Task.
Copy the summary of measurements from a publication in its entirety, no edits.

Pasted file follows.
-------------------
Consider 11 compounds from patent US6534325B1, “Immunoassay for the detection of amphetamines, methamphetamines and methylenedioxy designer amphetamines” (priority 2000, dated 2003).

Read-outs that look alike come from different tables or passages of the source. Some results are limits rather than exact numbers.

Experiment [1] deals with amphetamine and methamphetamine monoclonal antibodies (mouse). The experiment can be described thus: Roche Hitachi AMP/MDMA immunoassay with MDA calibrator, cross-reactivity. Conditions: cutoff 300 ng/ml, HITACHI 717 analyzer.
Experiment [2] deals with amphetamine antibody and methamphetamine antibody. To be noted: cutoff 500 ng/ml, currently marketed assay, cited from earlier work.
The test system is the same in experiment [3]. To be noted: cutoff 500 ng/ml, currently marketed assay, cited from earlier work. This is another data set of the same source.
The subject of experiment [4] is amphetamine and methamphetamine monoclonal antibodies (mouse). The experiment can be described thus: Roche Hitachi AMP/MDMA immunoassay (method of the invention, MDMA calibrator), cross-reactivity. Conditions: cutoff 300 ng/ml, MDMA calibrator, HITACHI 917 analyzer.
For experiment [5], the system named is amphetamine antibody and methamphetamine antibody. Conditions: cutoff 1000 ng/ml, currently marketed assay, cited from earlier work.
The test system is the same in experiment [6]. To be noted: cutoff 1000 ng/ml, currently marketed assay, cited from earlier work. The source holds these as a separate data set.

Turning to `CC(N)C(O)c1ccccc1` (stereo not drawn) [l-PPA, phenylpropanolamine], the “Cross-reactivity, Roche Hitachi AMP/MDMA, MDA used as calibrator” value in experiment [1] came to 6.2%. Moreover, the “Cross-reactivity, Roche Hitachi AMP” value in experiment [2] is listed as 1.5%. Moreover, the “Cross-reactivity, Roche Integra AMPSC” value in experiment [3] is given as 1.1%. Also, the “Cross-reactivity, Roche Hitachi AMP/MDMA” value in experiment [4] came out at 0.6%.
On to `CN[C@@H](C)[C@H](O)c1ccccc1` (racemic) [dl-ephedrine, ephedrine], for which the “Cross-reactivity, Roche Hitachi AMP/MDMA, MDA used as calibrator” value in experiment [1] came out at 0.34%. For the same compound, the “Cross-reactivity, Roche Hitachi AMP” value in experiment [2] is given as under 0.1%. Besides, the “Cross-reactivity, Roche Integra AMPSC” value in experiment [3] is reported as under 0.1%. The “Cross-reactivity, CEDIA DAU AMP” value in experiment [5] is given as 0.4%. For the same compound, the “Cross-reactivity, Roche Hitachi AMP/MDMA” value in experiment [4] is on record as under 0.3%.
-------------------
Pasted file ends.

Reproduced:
Consider 11 compounds from patent US6534325B1, “Immunoassay for the detection of amphetamines, methamphetamines and methylenedioxy designer amphetamines” (priority 2000, dated 2003).

Read-outs that look alike come from different tables or passages of the source. Some results are limits rather than exact numbers.

Experiment [1] deals with amphetamine and methamphetamine monoclonal antibodies (mouse). The experiment can be described thus: Roche Hitachi AMP/MDMA immunoassay with MDA calibrator, cross-reactivity. Conditions: cutoff 300 ng/ml, HITACHI 717 analyzer.
Experiment [2] deals with amphetamine antibody and methamphetamine antibody. To be noted: cutoff 500 ng/ml, currently marketed assay, cited from earlier work.
The test system is the same in experiment [3]. To be noted: cutoff 500 ng/ml, currently marketed assay, cited from earlier work. This is another data set of the same source.
The subject of experiment [4] is amphetamine and methamphetamine monoclonal antibodies (mouse). The experiment can be described thus: Roche Hitachi AMP/MDMA immunoassay (method of the invention, MDMA calibrator), cross-reactivity. Conditions: cutoff 300 ng/ml, MDMA calibrator, HITACHI 917 analyzer.
For experiment [5], the system named is amphetamine antibody and methamphetamine antibody. Conditions: cutoff 1000 ng/ml, currently marketed assay, cited from earlier work.
The test system is the same in experiment [6]. To be noted: cutoff 1000 ng/ml, currently marketed assay, cited from earlier work. The source holds these as a separate data set.

Turning to `CC(N)C(O)c1ccccc1` (stereo not drawn) [l-PPA, phenylpropanolamine], the “Cross-reactivity, Roche Hitachi AMP/MDMA, MDA used as calibrator” value in experiment [1] came to 6.2%. Moreover, the “Cross-reactivity, Roche Hitachi AMP” value in experiment [2] is listed as 1.5%. Moreover, the “Cross-reactivity, Roche Integra AMPSC” value in experiment [3] is given as 1.1%. Also, the “Cross-reactivity, Roche Hitachi AMP/MDMA” value in experiment [4] came out at 0.6%.
On to `CN[C@@H](C)[C@H](O)c1ccccc1` (racemic) [dl-ephedrine, ephedrine], for which the “Cross-reactivity, Roche Hitachi AMP/MDMA, MDA used as calibrator” value in experiment [1] came out at 0.34%. For the same compound, the “Cross-reactivity, Roche Hitachi AMP” value in experiment [2] is given as under 0.1%. Besides, the “Cross-reactivity, Roche Integra AMPSC” value in experiment [3] is reported as under 0.1%. The “Cross-reactivity, CEDIA DAU AMP” value in experiment [5] is given as 0.4%. For the same compound, the “Cross-reactivity, Roche Hitachi AMP/MDMA” value in experiment [4] is on record as under 0.3%.